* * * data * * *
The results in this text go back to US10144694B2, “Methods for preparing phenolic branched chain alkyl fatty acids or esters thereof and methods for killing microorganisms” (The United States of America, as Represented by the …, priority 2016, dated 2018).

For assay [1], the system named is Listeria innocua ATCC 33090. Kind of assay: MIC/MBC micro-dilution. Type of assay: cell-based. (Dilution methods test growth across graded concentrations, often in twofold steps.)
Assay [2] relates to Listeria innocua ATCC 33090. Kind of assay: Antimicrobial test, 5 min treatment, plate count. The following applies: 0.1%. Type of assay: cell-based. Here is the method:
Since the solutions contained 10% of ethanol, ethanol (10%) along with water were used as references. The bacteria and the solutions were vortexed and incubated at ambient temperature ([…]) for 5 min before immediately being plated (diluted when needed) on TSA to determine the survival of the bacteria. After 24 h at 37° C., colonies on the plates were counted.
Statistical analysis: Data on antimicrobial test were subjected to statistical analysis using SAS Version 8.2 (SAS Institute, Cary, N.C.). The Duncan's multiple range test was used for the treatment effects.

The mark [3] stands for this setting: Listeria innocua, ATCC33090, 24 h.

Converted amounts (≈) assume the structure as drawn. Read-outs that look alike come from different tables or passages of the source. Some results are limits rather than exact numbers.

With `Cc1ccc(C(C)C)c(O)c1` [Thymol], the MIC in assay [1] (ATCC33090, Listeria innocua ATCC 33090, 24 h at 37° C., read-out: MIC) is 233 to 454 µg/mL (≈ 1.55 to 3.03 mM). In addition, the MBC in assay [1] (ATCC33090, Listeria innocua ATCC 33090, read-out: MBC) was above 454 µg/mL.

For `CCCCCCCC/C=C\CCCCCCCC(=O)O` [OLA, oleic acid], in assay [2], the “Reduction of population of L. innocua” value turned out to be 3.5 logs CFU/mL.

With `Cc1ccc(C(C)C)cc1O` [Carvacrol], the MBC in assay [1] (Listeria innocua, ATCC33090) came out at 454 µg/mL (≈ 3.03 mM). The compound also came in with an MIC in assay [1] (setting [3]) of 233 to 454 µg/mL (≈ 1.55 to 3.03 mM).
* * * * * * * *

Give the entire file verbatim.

The results in this text go back to US10144694B2, “Methods for preparing phenolic branched chain alkyl fatty acids or esters thereof and methods for killing microorganisms” (The United States of America, as Represented by the …, priority 2016, dated 2018).

For assay [1], the system named is Listeria innocua ATCC 33090. Kind of assay: MIC/MBC micro-dilution. Type of assay: cell-based. (Dilution methods test growth across graded concentrations, often in twofold steps.)
Assay [2] relates to Listeria innocua ATCC 33090. Kind of assay: Antimicrobial test, 5 min treatment, plate count. The following applies: 0.1%. Type of assay: cell-based. Here is the method:
Since the solutions contained 10% of ethanol, ethanol (10%) along with water were used as references. The bacteria and the solutions were vortexed and incubated at ambient temperature ([…]) for 5 min before immediately being plated (diluted when needed) on TSA to determine the survival of the bacteria. After 24 h at 37° C., colonies on the plates were counted.
Statistical analysis: Data on antimicrobial test were subjected to statistical analysis using SAS Version 8.2 (SAS Institute, Cary, N.C.). The Duncan's multiple range test was used for the treatment effects.

The mark [3] stands for this setting: Listeria innocua, ATCC33090, 24 h.

Converted amounts (≈) assume the structure as drawn. Read-outs that look alike come from different tables or passages of the source. Some results are limits rather than exact numbers.

With `Cc1ccc(C(C)C)c(O)c1` [Thymol], the MIC in assay [1] (ATCC33090, Listeria innocua ATCC 33090, 24 h at 37° C., read-out: MIC) is 233 to 454 µg/mL (≈ 1.55 to 3.03 mM). In addition, the MBC in assay [1] (ATCC33090, Listeria innocua ATCC 33090, read-out: MBC) was above 454 µg/mL.

For `CCCCCCCC/C=C\CCCCCCCC(=O)O` [OLA, oleic acid], in assay [2], the “Reduction of population of L. innocua” value turned out to be 3.5 logs CFU/mL.

With `Cc1ccc(C(C)C)cc1O` [Carvacrol], the MBC in assay [1] (Listeria innocua, ATCC33090) came out at 454 µg/mL (≈ 3.03 mM). The compound also came in with an MIC in assay [1] (setting [3]) of 233 to 454 µg/mL (≈ 1.55 to 3.03 mM).